Plenty of takers for Seitz’s empty council seat

Cross Currents: A column by Bill Christopher
Special to Colorado Community Media
Posted 6/1/21

Hey, you can't blame people for wanting to grab the brass ring at no cost and gain a 2 1/2 year term on City Council. Plus it pays over $1,000 per month. Councilmember Jon Voelz did it when Emma …

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Plenty of takers for Seitz’s empty council seat


Hey, you can't blame people for wanting to grab the brass ring at no cost and gain a 2 1/2 year term on City Council. Plus it pays over $1,000 per month.

Councilmember Jon Voelz did it when Emma Pinter left city council to trade up so to speak to be an Adams County Commissioner. He inherited an unexpired term of 33 months with no campaign expense or the laborious task of going door-to-door campaigning for votes.

With Anita Seitz now in the Mayor's seat, 14 people want her vacant city council seat. The current six member city council has 30 days starting from May 10 (when Seitz vacated her council seat) to process the candidates and come to agreement on who might fill this vacancy. If they cannot come to a compromise (which is exactly what is needed), the City Charter mandates a special election and the voters would decide.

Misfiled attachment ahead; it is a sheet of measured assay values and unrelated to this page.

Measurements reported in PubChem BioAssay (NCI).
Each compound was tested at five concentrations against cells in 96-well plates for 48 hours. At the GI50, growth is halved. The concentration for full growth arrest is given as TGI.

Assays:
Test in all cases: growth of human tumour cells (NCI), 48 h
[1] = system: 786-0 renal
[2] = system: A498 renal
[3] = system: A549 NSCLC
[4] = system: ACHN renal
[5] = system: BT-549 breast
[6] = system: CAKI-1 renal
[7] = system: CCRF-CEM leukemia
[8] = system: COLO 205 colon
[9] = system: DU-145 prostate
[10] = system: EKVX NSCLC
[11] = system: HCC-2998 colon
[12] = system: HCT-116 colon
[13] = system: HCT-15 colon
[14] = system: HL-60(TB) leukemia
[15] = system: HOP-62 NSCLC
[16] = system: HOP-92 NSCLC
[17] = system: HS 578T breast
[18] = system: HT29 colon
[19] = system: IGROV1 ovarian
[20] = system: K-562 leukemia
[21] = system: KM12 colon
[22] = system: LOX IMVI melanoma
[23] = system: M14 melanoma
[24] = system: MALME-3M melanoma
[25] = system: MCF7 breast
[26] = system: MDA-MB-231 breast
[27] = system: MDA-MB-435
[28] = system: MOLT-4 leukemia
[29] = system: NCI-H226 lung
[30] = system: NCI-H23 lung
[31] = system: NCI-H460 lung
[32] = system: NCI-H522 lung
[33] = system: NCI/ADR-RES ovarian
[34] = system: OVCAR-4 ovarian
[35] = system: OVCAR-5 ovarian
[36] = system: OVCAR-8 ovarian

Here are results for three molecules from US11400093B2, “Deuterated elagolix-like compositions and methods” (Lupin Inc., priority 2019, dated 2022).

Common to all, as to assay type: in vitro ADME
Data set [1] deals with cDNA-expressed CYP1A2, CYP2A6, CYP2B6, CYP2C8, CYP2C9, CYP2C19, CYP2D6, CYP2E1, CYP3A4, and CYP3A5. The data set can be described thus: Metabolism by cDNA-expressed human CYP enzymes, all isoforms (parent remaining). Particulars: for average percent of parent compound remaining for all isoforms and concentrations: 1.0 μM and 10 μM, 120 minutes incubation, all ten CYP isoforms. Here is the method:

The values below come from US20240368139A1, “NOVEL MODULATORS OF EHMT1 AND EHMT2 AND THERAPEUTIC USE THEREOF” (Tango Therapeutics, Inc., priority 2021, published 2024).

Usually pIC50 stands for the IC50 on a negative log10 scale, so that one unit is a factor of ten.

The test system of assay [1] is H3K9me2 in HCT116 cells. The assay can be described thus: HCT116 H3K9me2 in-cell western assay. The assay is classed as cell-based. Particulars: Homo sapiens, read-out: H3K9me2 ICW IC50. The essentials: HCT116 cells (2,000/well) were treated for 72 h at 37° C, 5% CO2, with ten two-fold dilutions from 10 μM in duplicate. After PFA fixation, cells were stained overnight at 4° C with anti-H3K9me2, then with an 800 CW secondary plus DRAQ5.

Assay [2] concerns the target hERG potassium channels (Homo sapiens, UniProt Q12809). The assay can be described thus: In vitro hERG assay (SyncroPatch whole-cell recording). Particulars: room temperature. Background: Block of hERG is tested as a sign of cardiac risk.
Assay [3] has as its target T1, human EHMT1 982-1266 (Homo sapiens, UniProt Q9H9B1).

However, if my math is correct, such a special election would fall within 90 days of the regular city election on November 2 and would be merged into the regular election. The July 20 recall election on Councillor Voelz, by the way, is outside the 90 day window and is not affected.

A full house of candidates with a short deadline

The following individuals have applied for the Seitz vacancy per the City Clerk's Office: Obi Ezeadi, Bruce Baker, Kristine Ireland, Michael John Tylka, Miguel Mendoza-Hall, Mark Clark, Jeffe D. Nofftz, Patrick Rock, Kathleen Dodaro, Don Fiddes, Patricia Moore, Larry Dean Valente, Wayne Anderson and Scott Ireland.

I know eight of the individuals to varying degrees. The group represents a wide range of backgrounds, ages, political activity/experience, views on the city's water rates, a former Broomfield City Council member and a member of the City's Inclusivity Board. The process the council is using to narrow the field will produce the list of those who are to be interviewed by City Council on June 1.

Assuming my math is correct, they have through June 9 to decide who to appoint and have the person sworn-in.

Is this too generous a policy?